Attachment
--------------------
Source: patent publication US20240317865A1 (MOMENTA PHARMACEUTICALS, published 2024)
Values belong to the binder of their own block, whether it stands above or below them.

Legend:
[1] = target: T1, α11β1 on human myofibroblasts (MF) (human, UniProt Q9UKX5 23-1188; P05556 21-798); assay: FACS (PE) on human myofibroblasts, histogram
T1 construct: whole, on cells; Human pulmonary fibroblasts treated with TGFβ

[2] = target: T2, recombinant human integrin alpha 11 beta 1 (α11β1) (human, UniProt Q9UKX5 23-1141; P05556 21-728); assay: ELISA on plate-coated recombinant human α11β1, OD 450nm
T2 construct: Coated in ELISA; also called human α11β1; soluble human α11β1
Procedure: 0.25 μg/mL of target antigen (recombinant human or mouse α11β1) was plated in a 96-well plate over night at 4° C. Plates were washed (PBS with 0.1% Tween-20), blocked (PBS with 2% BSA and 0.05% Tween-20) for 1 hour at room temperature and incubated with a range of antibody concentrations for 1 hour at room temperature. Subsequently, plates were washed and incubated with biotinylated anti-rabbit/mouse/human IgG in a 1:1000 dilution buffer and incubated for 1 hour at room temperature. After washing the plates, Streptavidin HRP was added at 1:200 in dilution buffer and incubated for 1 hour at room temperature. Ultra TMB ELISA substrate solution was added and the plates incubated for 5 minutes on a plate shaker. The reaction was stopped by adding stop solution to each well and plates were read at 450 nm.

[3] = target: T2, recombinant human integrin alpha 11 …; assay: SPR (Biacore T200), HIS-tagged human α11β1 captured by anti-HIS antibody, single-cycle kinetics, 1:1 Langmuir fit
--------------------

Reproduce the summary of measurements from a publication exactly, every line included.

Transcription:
Source: patent publication US20240317865A1 (MOMENTA PHARMACEUTICALS, published 2024)
Values belong to the binder of their own block, whether it stands above or below them.

Legend:
[1] = target: T1, α11β1 on human myofibroblasts (MF) (human, UniProt Q9UKX5 23-1188; P05556 21-798); assay: FACS (PE) on human myofibroblasts, histogram
T1 construct: whole, on cells; Human pulmonary fibroblasts treated with TGFβ

[2] = target: T2, recombinant human integrin alpha 11 beta 1 (α11β1) (human, UniProt Q9UKX5 23-1141; P05556 21-728); assay: ELISA on plate-coated recombinant human α11β1, OD 450nm
T2 construct: Coated in ELISA; also called human α11β1; soluble human α11β1
Procedure: 0.25 μg/mL of target antigen (recombinant human or mouse α11β1) was plated in a 96-well plate over night at 4° C. Plates were washed (PBS with 0.1% Tween-20), blocked (PBS with 2% BSA and 0.05% Tween-20) for 1 hour at room temperature and incubated with a range of antibody concentrations for 1 hour at room temperature. Subsequently, plates were washed and incubated with biotinylated anti-rabbit/mouse/human IgG in a 1:1000 dilution buffer and incubated for 1 hour at room temperature. After washing the plates, Streptavidin HRP was added at 1:200 in dilution buffer and incubated for 1 hour at room temperature. Ultra TMB ELISA substrate solution was added and the plates incubated for 5 minutes on a plate shaker. The reaction was stopped by adding stop solution to each well and plates were read at 450 nm.

[3] = target: T2, recombinant human integrin alpha 11 …; assay: SPR (Biacore T200), HIS-tagged human α11β1 captured by anti-HIS antibody, single-cycle kinetics, 1:1 Langmuir fit